Yes, You Can Lease a Used Car — Here’s How to Do It
Used-car leasing might be right for you if you’re looking for a low monthly payment and a car you’ll keep for just a few years. It provides a near-new vehicle at a low price, which can be extremely attractive. The biggest downside is that leasing is typically more expensive in the long run than simply buying a used car.
How to lease a used car
You could lease a certified pre-owned (CPO) car through many franchise dealerships, but it may be harder to find given the current shortage of cars on the market.
Another way to find a used-car lease is to take over a lease from a current leaseholder. Outgoing leasees list their vehicles on matchmaking services like Swapalease or LeaseTrader. Unlike a traditional lease, you’ll avoid a down payment and upfront acquisition fees.
The current leaseholder’s leasing company would have to approve you for the lease transfer and would likely charge a transfer fee, but you can find cash incentives that make up the cost of the transfer fee and more. You’ll then make monthly payments and potentially pay a turn-in fee at the end of the lease.
Used-car leasing vs. new-car leasing
When you go through a dealer, used-car leasing works the same way as a new-car lease. You may have to make a down payment and pay an acquisition fee to get started. You’ll then make monthly payments, which are based on the difference between the car’s purchase price and the estimated value at the end of the lease, or the residual value.
The money factor, like the interest rate on a loan, is added to the monthly payment. Used lease rates are typically higher than new.
At the lease’s end, no matter how you obtained your used-car lease, you may have to pay a disposition or turn-in fee plus any penalties for exceeding the lease’s mileage limits and wear-and-tear policy.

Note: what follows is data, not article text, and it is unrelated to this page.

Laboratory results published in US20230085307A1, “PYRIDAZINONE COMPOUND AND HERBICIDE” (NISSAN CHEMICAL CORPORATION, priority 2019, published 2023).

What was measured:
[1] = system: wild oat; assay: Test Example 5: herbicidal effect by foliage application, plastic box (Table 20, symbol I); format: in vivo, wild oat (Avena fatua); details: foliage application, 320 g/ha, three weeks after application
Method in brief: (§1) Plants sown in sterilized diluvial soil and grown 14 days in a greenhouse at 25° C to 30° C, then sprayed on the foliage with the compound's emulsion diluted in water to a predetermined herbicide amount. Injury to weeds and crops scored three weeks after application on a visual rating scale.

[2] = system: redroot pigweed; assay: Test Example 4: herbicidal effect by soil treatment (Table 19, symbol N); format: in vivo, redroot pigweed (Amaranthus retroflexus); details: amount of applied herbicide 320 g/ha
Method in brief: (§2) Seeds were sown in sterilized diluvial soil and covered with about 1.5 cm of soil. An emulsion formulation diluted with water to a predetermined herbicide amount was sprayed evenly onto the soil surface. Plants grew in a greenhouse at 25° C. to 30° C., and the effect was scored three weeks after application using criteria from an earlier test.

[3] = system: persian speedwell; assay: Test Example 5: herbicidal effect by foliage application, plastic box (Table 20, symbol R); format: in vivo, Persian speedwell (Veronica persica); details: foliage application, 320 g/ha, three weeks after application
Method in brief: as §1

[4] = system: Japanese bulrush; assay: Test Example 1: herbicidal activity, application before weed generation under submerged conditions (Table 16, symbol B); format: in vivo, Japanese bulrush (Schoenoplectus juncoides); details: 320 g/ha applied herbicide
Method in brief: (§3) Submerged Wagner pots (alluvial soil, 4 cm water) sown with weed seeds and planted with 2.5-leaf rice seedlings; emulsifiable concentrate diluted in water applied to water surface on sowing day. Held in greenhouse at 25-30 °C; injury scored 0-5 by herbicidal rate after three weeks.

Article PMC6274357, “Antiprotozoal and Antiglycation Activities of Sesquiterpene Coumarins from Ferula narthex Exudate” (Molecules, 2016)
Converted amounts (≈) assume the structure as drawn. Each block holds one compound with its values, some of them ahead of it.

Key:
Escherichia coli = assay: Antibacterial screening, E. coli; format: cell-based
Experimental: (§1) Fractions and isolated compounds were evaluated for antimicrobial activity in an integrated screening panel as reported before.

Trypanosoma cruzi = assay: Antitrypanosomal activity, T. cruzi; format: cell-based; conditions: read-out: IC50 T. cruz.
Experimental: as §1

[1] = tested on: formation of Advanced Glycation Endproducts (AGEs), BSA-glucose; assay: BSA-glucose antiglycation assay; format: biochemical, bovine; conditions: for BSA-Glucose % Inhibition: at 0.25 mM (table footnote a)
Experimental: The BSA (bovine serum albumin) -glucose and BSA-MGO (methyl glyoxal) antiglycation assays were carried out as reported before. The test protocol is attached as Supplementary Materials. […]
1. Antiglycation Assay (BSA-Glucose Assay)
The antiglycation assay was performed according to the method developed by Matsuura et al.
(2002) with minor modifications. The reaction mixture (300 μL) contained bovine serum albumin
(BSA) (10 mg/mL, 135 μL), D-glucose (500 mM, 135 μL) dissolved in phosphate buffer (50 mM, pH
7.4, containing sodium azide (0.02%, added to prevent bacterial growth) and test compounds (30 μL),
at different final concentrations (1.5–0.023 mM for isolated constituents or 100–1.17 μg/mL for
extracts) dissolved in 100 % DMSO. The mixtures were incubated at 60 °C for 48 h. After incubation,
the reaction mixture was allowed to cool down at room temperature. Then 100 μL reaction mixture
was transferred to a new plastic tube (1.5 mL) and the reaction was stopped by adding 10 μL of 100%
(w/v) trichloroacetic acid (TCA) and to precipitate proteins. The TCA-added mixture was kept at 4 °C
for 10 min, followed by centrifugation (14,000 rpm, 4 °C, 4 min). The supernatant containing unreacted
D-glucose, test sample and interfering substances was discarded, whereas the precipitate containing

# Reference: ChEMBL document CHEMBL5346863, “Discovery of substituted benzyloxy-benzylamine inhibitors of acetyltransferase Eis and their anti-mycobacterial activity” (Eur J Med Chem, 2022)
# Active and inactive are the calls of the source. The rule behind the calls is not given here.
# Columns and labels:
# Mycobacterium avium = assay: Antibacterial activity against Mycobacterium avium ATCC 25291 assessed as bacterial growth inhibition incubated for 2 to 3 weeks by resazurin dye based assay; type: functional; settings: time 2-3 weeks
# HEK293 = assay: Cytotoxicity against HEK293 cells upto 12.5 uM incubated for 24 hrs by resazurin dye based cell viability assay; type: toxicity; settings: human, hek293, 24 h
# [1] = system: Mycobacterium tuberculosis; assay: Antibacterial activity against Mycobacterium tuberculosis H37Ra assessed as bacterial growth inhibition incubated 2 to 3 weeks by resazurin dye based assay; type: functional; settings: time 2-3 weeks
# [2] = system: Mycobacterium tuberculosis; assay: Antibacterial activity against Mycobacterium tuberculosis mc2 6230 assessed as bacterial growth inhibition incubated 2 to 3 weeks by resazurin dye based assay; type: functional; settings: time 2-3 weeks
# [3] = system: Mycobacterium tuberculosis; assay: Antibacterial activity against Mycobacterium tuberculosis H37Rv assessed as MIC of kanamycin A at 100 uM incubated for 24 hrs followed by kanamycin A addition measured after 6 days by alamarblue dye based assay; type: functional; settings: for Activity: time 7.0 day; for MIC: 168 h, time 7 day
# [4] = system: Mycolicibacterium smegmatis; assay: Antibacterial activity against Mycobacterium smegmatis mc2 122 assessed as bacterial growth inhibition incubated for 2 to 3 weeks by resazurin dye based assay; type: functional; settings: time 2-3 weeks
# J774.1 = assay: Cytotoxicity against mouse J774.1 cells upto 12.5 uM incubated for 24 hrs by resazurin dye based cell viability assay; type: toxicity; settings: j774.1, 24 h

Is it a good idea to lease a used car?
It depends. One reason why leasing a used car is smart is that you can likely get a lower monthly payment than a new-car purchase or lease, but if you plan to hold on to a car past its lease term, it may be better to buy it from the start.
“If you want to keep a car for five or six years, it makes sense to buy it, but if you want to drive it only two to three years, leasing is probably the way to go,” says Scot Hall, executive vice president of operations at Swapalease.com.
Here’s a closer look at the benefits and drawbacks of used-car leasing.
Pros and cons of leasing a used car
Lower payment: Leasing a used vehicle generally means lower payments than leasing or buying a new one.
Nicer car: By leasing a vehicle that’s a few years old, you may be able to afford a nicer car or a higher trim level than leasing or buying the newest model.
Longer warranty: A CPO vehicle comes with a manufacturer’s warranty, something other used vehicles don’t have.
Higher interest rate: Used vehicles usually have a higher interest rate, or money factor for a lease, than new cars. Manufacturers do offer some used lease deals like they do for new cars, but they’re typically for luxury brands.
Wear and tear: CPO cars have been inspected by the manufacturer, but they’re still used cars with some degree of wear and tear. They also might lack the latest safety features or technology.
Maintenance costs: CPO warranties don’t cover things like brake pads and tires — you may have to pay for some maintenance out of pocket.